The opinion of the court was delivered by: Joseph F. Bianco, District Judge
Pro se plaintiff Harold P. Schroer ("plaintiff") brought this action against contractor Emil Norsic and Son, Inc. ("Norsic") and Capital One Financial Corporation ("Capital One") in connection with a dispute regarding a $543.75 charge to plaintiff's Mastercard after plaintiff hired Norsic to clean the septic tank at his home. By Stipulation, filed August 7, 2007, the case against Capital One was dismissed with prejudice.
With respect to the remaining defendant, Norsic, plaintiff attempts to assert federal claims under the "U.S. Consumer Protection Act," the Fair Debt Collection Practices Act, 15 U.S.C. § 1692 et seq. ("FDCPA"), and the Fair Credit Reporting Act, 15 U.S.C. § 1681 et seq. ("FCPA"). Plaintiff also seeks to bring state claims for fraud, breach of contract, defamation, and unfair and deceptive business practices.
Norsic moves to dismiss plaintiff's federal claims in the Amended Complaint (the "complaint") for failure to state a claim pursuant to Rule 12(b)(6) of the Federal Rules of Civil Procedure. Norsic also seeks to have the Court, if the federal claims are dismissed, decline to exercise subject matter jurisdiction over the remaining state claims. For the reasons set forth below, Norsic's motion to dismiss the federal claims is granted. Specifically, given the facts in the complaint, there is no plausible claim that can be brought under federal law with respect to the charge submitted by Norsic to Capital One in connection with work at plaintiff's home. The Court declines to retain jurisdiction over plaintiff's remaining state law claims, and dismisses such claims without prejudice.
The facts are drawn from the complaint and taken as true for the purposes of this motion.
Plaintiff's complaint seeks compensatory damages against Norsic for a breach of contract in the amount of $419.00.*fn1 Plaintiff also seeks the following: (1) compensatory damages in an unspecified amount for defamation; (2) punitive damages in an unspecified amount; and (3) a permanent injunction by which the Court would order that Norsic follow certain procedures in performing septic tank work and charging customers.
With respect to the core dispute regarding Norsic's work on the septic tank, although plaintiff acknowledges in the complaint that he authorized a charge to his Capital One credit card for work Norsic was to perform on his septic tank (based on a estimate of $250), he alleges (1) that Norsic overcharged him for the work done and thereby obtained payment on his card for $543, (2) that Capital One relied on the misrepresentations of Norsic regarding the amount owed, and (3) that this resulted in "defamation" of his credit.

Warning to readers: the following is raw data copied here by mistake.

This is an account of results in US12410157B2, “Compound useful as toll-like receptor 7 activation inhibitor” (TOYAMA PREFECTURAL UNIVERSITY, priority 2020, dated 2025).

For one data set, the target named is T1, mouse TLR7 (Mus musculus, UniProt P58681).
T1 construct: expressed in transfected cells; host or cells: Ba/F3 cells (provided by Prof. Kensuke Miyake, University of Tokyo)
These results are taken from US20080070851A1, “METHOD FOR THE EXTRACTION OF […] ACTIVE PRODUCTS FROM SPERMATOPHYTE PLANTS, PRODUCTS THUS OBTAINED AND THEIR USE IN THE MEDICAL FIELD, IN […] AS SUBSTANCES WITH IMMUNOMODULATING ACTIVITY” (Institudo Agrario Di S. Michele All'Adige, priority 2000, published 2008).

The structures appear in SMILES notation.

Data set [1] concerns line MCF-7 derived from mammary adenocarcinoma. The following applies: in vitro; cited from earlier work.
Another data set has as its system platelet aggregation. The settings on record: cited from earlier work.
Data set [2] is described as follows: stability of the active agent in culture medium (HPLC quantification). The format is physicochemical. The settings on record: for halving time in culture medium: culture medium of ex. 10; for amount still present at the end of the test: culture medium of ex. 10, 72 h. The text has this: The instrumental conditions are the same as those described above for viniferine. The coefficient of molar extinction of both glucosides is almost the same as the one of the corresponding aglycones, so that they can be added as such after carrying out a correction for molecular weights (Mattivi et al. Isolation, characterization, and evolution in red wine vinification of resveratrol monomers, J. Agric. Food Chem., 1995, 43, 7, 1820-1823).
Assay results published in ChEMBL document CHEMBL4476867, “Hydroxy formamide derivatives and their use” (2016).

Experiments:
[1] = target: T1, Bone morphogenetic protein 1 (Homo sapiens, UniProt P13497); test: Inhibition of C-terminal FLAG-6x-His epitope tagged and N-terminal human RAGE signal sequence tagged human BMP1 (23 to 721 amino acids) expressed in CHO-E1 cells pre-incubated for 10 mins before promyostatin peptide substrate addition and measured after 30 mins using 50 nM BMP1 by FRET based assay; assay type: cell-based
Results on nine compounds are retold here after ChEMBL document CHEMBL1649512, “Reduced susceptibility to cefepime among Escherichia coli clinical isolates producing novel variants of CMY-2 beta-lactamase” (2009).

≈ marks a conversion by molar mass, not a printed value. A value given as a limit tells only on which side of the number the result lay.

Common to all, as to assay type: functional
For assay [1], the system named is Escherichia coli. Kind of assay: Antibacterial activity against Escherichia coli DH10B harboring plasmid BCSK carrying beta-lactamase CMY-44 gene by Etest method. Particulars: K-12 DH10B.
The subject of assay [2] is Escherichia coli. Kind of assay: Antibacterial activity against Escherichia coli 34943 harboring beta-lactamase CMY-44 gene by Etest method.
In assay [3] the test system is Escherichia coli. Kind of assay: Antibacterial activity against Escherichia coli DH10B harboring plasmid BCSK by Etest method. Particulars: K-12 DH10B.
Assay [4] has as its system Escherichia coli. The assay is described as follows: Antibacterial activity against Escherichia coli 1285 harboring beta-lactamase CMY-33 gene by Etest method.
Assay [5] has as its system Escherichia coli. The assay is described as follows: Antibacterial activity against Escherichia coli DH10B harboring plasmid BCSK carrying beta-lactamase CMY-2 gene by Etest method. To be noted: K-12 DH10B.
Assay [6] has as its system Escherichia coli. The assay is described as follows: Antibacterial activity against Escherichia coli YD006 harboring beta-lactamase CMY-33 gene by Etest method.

Plaintiff filed the complaint on April 17, 2007. By letter dated May 7, 2007, plaintiff requested leave to amend his complaint. On May 8, 2007, the Court granted leave to amend pursuant to Rule 15 of the Federal Rules of Civil Procedure. On May 30, 2007, the Amended Complaint was filed. On July 27, 2007, Norsic filed its motion to dismiss. On August 7, 2007, a stipulation of dismissal with prejudice was filed as to Capital One. On September 25, 2007, plaintiff filed his opposition to the motion. On October 30, 2007, at plaintiff's request, oral argument was held. In a letter dated November 1, 2007, plaintiff submitted a letter supplementing his previous submission. All of plaintiff's submissions have been considered by the Court.
II. STANDARD FOR MOTION TO DISMISS
In reviewing a motion to dismiss pursuant to Federal Rule of Civil Procedure 12(b)(6), the court must accept the factual allegations set forth in the complaint as true, and draw all reasonable inferences in favor of the plaintiff. See Cleveland v. Caplaw Enter., 448 F.3d 518, 521 (2d Cir. 2006); Nechis v. Oxford Health Plans, Inc., 421 F.3d 96, 100 (2d Cir. 2005). The plaintiff must satisfy "a flexible `plausibility standard.'" Iqbal v. Hasty, 490 F.3d 143, 157-58 (2d Cir. 2007). "[O]nce a claim has been stated adequately, it may be supported by showing any set of facts consistent with the allegations in the complaint." Bell Atl. Corp. v. Twombly, 127 S.Ct. 1955, 1974 (May 21, 2007). The Court, therefore, does not require "heightened fact pleading of specifics, but only enough facts to state a claim for relief that is plausible on its face." Id. Moreover, as the plaintiff is appearing pro se, the Court shall "`construe [his complaint] broadly, and interpret [it] to raise the strongest arguments that [it] suggests.'" Weixel v. Bd. of Educ. of the City of N.Y., 287 F.3d 138, 145-46 (2d Cir. 2002) (quoting Cruz v. Gomez, 202 F.3d 593, 597 (2d Cir. 2000)). ...